In 1999, in partnership with the school district and the Menlo Park Public Library System Mary, Jean, and tutor Molly McCrory created a state-of-the-art YES Reading Center at the Belle Haven Community Library, which serves both the school and the community. In 2001 it was incorporated as a 501(c)(3) under the name of YES Reading. And the YES Reading Center was born! Starting with just three volunteers working in the school library, the organization quickly grew to serve more than 100 children at Belle Haven. One enthusiastic tutor gathered statistics on its success, and found that while Sylvan Learning Center improved reading ONE grade level per year, YES Reading Center improved reading TWO grade levels per year–and for far less money!

The location soon changed. Stanford University recently donated a double-size portable classroom to the Belle Haven campus, which was renovated by the University Rotary Club of Palo Alto. Molly McCrory put her formidable decorating skills to good use making it warm, attractive, and inviting to students and tutors alike. Molly enthusiastically commented, “One visit to a tutoring session would be enough to convince others to sign up. They’d be hooked. It’s a way to change the life of a child.”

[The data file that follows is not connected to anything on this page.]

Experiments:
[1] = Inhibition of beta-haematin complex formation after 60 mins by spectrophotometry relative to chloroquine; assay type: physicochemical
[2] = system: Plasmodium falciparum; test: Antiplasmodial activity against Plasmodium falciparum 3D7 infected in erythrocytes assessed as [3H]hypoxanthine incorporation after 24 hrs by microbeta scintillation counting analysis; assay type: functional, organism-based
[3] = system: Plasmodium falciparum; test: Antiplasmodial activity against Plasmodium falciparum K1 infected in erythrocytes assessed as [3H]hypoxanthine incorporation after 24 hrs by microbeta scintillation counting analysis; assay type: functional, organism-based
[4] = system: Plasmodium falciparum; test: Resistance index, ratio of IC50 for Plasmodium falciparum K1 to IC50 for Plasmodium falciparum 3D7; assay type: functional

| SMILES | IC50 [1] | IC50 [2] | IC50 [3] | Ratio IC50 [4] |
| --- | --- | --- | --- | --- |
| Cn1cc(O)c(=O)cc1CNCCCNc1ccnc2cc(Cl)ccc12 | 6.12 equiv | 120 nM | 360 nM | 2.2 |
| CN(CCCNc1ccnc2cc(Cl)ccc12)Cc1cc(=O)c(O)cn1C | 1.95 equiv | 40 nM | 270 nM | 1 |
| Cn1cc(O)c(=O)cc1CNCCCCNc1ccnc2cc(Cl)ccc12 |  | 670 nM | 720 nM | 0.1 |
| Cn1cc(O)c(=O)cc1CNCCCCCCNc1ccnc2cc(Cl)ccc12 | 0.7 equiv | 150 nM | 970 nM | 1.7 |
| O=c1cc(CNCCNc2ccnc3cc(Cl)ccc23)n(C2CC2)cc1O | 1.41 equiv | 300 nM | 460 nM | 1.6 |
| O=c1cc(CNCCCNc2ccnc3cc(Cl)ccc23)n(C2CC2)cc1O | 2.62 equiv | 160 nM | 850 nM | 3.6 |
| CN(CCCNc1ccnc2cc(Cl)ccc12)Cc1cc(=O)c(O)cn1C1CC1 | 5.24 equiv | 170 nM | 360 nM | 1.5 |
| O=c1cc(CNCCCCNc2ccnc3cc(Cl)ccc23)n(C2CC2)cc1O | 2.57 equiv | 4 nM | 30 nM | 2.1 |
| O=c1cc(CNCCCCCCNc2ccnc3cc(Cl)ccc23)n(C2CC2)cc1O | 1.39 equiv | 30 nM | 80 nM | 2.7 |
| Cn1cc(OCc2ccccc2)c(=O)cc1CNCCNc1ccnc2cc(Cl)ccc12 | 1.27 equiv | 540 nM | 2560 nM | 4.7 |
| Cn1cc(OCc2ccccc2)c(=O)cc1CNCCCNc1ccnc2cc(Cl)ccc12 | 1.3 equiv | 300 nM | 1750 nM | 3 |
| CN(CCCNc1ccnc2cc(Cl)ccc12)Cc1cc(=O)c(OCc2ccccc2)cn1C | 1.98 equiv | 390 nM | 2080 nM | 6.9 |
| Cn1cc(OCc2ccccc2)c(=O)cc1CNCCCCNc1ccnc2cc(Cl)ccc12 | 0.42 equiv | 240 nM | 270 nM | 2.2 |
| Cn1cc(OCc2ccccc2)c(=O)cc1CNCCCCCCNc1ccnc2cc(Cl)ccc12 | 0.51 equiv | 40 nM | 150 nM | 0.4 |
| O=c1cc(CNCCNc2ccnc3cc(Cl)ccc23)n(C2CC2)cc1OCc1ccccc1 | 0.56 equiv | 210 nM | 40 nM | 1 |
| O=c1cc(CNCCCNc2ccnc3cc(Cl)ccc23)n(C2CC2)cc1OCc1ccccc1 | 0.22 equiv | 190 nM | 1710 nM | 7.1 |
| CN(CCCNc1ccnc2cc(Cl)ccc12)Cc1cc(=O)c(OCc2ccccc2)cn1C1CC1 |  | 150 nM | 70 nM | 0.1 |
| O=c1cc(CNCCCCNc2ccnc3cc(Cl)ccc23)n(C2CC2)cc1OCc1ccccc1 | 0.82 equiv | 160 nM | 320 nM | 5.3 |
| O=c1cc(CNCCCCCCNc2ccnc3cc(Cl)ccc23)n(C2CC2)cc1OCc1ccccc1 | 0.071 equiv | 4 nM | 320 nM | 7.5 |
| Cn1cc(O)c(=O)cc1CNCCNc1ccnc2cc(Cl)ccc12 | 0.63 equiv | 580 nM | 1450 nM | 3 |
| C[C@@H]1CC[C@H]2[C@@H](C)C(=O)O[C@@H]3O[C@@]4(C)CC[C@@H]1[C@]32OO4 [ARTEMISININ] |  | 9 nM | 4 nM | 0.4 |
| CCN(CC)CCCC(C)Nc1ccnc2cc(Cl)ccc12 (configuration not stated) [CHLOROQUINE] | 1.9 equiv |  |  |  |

And so the YES Reading Center grew and grew!

Mary wrote, “Parents say it is heartwarming to see their children progress from non-readers to eager readers who want to do their homework. Some of the children have shared that they are doing better in school already. The minister of a local church, whose daughter is in the program, suggested we start a similar program for adults–“so that my people can get a job and get off welfare.” A Samoan mother, observing the volunteer tutors, best expressed the feelings of so many of the involved East Palo Alto families.

“She quietly remarked, “God has blessed our children!”

“(signed) Mary Wright Shaw, Board Member, YES Reading Project, Youth Empowering Systems, Menlo Park, CA”

READING PARTNERS

YES Reading Center began replicating to nearby Title I elementary schools. in 2008 the name YES Reading Center was changed to Reading Partners. A whole new team of financial supporters, managers, recruiters, and marketers were brought on board, and as a result, Reading Partners has exploded to serve more than 7,000 students in schools throughout California, Colorado, Maryland, New York, Oklahoma, South Carolina, Texas, and Washington D.C. Very impressive indeed!